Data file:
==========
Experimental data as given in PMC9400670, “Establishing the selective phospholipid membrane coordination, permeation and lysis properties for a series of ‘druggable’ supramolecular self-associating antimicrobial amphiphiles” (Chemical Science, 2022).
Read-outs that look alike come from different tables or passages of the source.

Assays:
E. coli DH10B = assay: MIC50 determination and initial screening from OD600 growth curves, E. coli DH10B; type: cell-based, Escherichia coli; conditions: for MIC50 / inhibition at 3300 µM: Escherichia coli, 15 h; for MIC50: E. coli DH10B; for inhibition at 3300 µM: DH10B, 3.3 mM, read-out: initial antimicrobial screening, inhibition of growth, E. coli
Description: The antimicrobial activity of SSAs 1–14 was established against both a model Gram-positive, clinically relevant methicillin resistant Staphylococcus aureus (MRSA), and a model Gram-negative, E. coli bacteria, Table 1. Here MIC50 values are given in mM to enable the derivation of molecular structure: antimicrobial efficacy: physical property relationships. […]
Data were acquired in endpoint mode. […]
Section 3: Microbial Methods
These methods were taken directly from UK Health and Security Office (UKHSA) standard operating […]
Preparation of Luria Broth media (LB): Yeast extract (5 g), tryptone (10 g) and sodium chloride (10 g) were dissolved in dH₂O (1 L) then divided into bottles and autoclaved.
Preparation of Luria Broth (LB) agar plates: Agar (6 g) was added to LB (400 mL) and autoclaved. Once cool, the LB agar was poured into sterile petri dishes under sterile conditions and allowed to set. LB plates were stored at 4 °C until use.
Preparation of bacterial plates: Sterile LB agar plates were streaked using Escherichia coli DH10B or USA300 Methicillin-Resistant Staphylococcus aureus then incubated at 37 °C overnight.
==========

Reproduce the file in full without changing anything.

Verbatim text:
Experimental data as given in PMC9400670, “Establishing the selective phospholipid membrane coordination, permeation and lysis properties for a series of ‘druggable’ supramolecular self-associating antimicrobial amphiphiles” (Chemical Science, 2022).
Read-outs that look alike come from different tables or passages of the source.

Assays:
E. coli DH10B = assay: MIC50 determination and initial screening from OD600 growth curves, E. coli DH10B; type: cell-based, Escherichia coli; conditions: for MIC50 / inhibition at 3300 µM: Escherichia coli, 15 h; for MIC50: E. coli DH10B; for inhibition at 3300 µM: DH10B, 3.3 mM, read-out: initial antimicrobial screening, inhibition of growth, E. coli
Description: The antimicrobial activity of SSAs 1–14 was established against both a model Gram-positive, clinically relevant methicillin resistant Staphylococcus aureus (MRSA), and a model Gram-negative, E. coli bacteria, Table 1. Here MIC50 values are given in mM to enable the derivation of molecular structure: antimicrobial efficacy: physical property relationships. […]
Data were acquired in endpoint mode. […]
Section 3: Microbial Methods
These methods were taken directly from UK Health and Security Office (UKHSA) standard operating […]
Preparation of Luria Broth media (LB): Yeast extract (5 g), tryptone (10 g) and sodium chloride (10 g) were dissolved in dH₂O (1 L) then divided into bottles and autoclaved.
Preparation of Luria Broth (LB) agar plates: Agar (6 g) was added to LB (400 mL) and autoclaved. Once cool, the LB agar was poured into sterile petri dishes under sterile conditions and allowed to set. LB plates were stored at 4 °C until use.
Preparation of bacterial plates: Sterile LB agar plates were streaked using Escherichia coli DH10B or USA300 Methicillin-Resistant Staphylococcus aureus then incubated at 37 °C overnight.